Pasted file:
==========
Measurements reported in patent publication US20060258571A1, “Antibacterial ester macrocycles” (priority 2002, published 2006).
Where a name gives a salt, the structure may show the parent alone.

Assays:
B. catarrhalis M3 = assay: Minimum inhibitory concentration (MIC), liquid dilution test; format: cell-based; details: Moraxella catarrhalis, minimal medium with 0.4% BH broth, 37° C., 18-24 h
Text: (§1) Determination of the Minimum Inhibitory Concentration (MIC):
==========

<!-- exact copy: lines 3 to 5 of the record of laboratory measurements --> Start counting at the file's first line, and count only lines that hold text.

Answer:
Assays:
B. catarrhalis M3 = assay: Minimum inhibitory concentration (MIC), liquid dilution test; format: cell-based; details: Moraxella catarrhalis, minimal medium with 0.4% BH broth, 37° C., 18-24 h
Text: (§1) Determination of the Minimum Inhibitory Concentration (MIC):